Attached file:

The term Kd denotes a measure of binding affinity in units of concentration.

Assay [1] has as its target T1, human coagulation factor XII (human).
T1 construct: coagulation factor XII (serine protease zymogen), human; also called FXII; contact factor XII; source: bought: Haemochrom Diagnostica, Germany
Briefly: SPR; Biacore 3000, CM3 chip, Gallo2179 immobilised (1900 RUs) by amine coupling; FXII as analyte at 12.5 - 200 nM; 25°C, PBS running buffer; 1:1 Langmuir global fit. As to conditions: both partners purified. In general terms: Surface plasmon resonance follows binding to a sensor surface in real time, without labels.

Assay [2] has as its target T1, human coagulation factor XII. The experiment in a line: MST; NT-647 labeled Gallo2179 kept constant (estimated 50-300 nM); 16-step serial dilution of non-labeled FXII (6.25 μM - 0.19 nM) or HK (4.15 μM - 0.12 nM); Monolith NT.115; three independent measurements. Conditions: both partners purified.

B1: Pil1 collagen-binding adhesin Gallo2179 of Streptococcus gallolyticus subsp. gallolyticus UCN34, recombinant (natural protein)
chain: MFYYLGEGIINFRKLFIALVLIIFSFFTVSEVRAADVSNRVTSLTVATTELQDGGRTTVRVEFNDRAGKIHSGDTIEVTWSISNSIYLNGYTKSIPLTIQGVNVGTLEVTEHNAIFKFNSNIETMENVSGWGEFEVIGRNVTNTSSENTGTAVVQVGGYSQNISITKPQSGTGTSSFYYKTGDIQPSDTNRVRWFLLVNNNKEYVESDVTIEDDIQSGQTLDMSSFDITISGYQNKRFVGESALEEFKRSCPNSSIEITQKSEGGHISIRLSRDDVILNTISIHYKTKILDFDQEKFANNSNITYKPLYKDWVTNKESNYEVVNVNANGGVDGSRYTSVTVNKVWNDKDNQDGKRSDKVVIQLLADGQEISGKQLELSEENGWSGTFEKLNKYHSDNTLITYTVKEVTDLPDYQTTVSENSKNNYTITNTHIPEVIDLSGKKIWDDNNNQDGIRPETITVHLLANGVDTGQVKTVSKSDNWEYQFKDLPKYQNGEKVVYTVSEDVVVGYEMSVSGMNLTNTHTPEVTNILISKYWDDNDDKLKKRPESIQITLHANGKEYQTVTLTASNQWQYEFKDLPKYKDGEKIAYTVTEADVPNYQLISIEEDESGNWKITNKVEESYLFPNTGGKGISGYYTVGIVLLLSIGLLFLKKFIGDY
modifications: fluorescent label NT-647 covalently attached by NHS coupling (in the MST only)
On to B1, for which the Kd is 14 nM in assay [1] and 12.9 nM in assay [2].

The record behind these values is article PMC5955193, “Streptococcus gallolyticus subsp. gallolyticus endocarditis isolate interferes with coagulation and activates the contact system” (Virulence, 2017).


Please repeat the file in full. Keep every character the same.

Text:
The term Kd denotes a measure of binding affinity in units of concentration.

Assay [1] has as its target T1, human coagulation factor XII (human).
T1 construct: coagulation factor XII (serine protease zymogen), human; also called FXII; contact factor XII; source: bought: Haemochrom Diagnostica, Germany
Briefly: SPR; Biacore 3000, CM3 chip, Gallo2179 immobilised (1900 RUs) by amine coupling; FXII as analyte at 12.5 - 200 nM; 25°C, PBS running buffer; 1:1 Langmuir global fit. As to conditions: both partners purified. In general terms: Surface plasmon resonance follows binding to a sensor surface in real time, without labels.

Assay [2] has as its target T1, human coagulation factor XII. The experiment in a line: MST; NT-647 labeled Gallo2179 kept constant (estimated 50-300 nM); 16-step serial dilution of non-labeled FXII (6.25 μM - 0.19 nM) or HK (4.15 μM - 0.12 nM); Monolith NT.115; three independent measurements. Conditions: both partners purified.

B1: Pil1 collagen-binding adhesin Gallo2179 of Streptococcus gallolyticus subsp. gallolyticus UCN34, recombinant (natural protein)
chain: MFYYLGEGIINFRKLFIALVLIIFSFFTVSEVRAADVSNRVTSLTVATTELQDGGRTTVRVEFNDRAGKIHSGDTIEVTWSISNSIYLNGYTKSIPLTIQGVNVGTLEVTEHNAIFKFNSNIETMENVSGWGEFEVIGRNVTNTSSENTGTAVVQVGGYSQNISITKPQSGTGTSSFYYKTGDIQPSDTNRVRWFLLVNNNKEYVESDVTIEDDIQSGQTLDMSSFDITISGYQNKRFVGESALEEFKRSCPNSSIEITQKSEGGHISIRLSRDDVILNTISIHYKTKILDFDQEKFANNSNITYKPLYKDWVTNKESNYEVVNVNANGGVDGSRYTSVTVNKVWNDKDNQDGKRSDKVVIQLLADGQEISGKQLELSEENGWSGTFEKLNKYHSDNTLITYTVKEVTDLPDYQTTVSENSKNNYTITNTHIPEVIDLSGKKIWDDNNNQDGIRPETITVHLLANGVDTGQVKTVSKSDNWEYQFKDLPKYQNGEKVVYTVSEDVVVGYEMSVSGMNLTNTHTPEVTNILISKYWDDNDDKLKKRPESIQITLHANGKEYQTVTLTASNQWQYEFKDLPKYKDGEKIAYTVTEADVPNYQLISIEEDESGNWKITNKVEESYLFPNTGGKGISGYYTVGIVLLLSIGLLFLKKFIGDY
modifications: fluorescent label NT-647 covalently attached by NHS coupling (in the MST only)
On to B1, for which the Kd is 14 nM in assay [1] and 12.9 nM in assay [2].

The record behind these values is article PMC5955193, “Streptococcus gallolyticus subsp. gallolyticus endocarditis isolate interferes with coagulation and activates the contact system” (Virulence, 2017).